ECE 6543 - Fiber Optic Networks
How to upgrade currently deployed TDM-based networks to next generation WDM-based access networks?
I - Challenges of next-generation optical access networks
Optical access has long been considered as the best solution to the problem of upgrading current congested accessnetworks to ones capable of delivering future broadband integrated services such as triple-play and HDTV. These types of services require bandwidths and QoS that are currently not available with traditional xDSL copper-based systems. Optical conversion of networks has already been performed in backbone networks, WANs, MANs, and even some LANs successfully. Thus, revamping access networks would be thelast step to the future all-optical network revolution. The problem we are raising is about how to move from the existing technology and structure to a new one which would be cost-effective, practically feasible and improve performance in order to tackle the upcoming subscriber’s demands.
Since the beginning of the 21th century, TDM-based Passive Optical Networks (TDM-PONs) have been deployed andare considered as an economically feasible solution for Fiber-To-The Home access (FTTH) . TDM-PONs work with one optical channel for multiple users and use Time Division Multiplexing to share the resources between them. This technology is therefore bandwidth limited. So, the next-generation of optical networks relies on integrating Wavelength Division Multiplexing (WDM) in the accessnetworks. This active field of research has introduced several architectures in recent years which show the technical feasibility of the WDM-PON . In these kinds of architectures, each ONU works on a dedicated wavelength and can therefore take advantage of the huge bandwidth provided by fiber-optic links. We will focus on one of these architectures: the SUCCESS-HPON. It is novel because it provides anefficient way to migrate smoothly from TDM-PONs to WDM-PONs .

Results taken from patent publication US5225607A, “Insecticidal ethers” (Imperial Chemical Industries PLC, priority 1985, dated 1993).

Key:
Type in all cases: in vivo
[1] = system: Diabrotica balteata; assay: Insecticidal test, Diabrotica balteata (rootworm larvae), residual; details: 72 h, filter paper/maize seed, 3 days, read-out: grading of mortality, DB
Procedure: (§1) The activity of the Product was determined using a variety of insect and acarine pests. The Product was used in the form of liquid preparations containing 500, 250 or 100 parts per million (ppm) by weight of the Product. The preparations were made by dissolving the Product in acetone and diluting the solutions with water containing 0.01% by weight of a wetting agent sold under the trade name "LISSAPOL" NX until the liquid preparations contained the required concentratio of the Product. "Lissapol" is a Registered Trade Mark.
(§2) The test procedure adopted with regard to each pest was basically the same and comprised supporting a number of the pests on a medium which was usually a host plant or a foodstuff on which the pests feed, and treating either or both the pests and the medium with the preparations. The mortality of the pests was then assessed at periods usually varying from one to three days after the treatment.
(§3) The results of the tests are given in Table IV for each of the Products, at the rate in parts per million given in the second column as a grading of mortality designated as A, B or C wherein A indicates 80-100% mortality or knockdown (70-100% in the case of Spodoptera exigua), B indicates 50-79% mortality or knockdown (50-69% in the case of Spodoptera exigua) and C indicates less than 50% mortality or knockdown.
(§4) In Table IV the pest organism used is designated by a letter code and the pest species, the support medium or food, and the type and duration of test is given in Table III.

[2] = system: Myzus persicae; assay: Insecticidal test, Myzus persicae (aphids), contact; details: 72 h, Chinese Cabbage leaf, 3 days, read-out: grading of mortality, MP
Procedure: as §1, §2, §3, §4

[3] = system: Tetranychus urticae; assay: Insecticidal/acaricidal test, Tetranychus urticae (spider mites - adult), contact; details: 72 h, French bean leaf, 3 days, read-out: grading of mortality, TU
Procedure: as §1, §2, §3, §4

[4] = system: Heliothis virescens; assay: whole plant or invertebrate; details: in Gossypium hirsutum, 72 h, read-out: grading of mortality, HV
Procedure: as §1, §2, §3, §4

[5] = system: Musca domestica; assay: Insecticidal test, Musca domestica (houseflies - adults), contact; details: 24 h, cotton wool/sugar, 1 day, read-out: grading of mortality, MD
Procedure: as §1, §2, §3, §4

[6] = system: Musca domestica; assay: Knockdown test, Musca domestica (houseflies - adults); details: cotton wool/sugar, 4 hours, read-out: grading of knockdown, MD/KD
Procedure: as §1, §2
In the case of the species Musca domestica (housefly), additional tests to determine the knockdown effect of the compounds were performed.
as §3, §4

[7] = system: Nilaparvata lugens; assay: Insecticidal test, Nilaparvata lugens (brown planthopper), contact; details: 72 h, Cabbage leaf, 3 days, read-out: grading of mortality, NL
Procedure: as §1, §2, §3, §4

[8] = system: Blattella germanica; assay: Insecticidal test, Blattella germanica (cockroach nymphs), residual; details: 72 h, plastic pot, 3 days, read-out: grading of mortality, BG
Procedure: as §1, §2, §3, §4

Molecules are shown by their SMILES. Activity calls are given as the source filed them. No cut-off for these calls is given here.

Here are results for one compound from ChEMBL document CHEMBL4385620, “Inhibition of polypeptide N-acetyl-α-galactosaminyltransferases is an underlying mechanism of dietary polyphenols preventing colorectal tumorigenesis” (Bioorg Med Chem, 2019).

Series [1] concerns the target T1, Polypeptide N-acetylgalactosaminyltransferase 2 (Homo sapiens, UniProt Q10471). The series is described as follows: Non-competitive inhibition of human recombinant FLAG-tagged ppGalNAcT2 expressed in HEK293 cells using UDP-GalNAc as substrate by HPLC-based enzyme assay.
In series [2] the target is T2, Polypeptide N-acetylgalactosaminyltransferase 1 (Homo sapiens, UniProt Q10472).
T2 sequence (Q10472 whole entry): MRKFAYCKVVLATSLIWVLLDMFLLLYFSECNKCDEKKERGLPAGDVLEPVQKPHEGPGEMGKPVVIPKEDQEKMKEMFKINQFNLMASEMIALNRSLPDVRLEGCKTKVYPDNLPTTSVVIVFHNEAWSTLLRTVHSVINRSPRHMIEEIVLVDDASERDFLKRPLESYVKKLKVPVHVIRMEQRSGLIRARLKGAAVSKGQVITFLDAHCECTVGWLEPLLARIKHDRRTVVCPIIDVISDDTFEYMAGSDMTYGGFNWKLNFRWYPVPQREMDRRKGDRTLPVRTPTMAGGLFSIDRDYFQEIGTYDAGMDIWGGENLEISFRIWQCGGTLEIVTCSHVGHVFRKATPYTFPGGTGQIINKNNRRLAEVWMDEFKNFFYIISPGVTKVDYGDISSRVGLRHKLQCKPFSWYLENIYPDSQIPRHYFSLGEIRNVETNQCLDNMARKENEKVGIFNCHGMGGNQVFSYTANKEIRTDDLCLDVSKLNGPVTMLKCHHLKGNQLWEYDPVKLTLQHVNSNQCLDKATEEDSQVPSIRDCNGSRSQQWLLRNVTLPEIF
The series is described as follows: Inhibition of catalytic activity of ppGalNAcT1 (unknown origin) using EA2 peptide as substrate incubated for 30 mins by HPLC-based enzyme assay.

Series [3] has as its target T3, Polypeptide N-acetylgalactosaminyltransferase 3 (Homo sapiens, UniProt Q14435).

Our approach for the rest of this paper is structured as follows: in section 2 we will introduce the general architecture of the SUCCESS-PON and focus on some novel elements introduced by its design that we consider as crucial, such as scheduling algorithms and continuous wave modulators. In Section 3, we will discuss theoptimization and upgrading of existing networks to WDM-PON-based architectures by analyzing the key components of these architectures: tunable lasers and arrayed waveguide gratings (AWG). Finally, we will conclude our synthesis by providing some elements of future research directions and technology evolutions.
II – The SUCCESS-HPON
SUCCESS–HPON stands for Stanford University aCCESS Hybrid(WDM/TDM) Passive Optical Network. We elected to study this architecture because, on one hand, it permits the reuse of existing network elements (TDM-PONs), and on other hand, it is highly cost-effective in that it uses bidirectional transmissions on the same wavelength and on the same fiber. Moreover, there is no need of expensive tunable transceivers at the ONUs since they send upstream data bymodulating continuous waves (CW) provided by the OLT (Central Office). The general architecture of the SUCCESS-HPON is shown on figure 1.
Furthermore, several improvements were made to the originally proposed scheduling algorithm that considerably enhance the measured performance of scheduling . Providing efficient scheduling is one of the key points of future WDM-based PONs because it isunthinkable to dedicate permanently one wavelength per user. Indeed, like in mobile networks, fiber network resources (number of channels, fiber-optic links, routing capabilities) are not unlimited and should therefore be handled intelligently. Thus, resources have to be assigned dynamically depending on each ONUs instant activity and needs. The innovation brought by the SUCCESS-HPON is to schedule...
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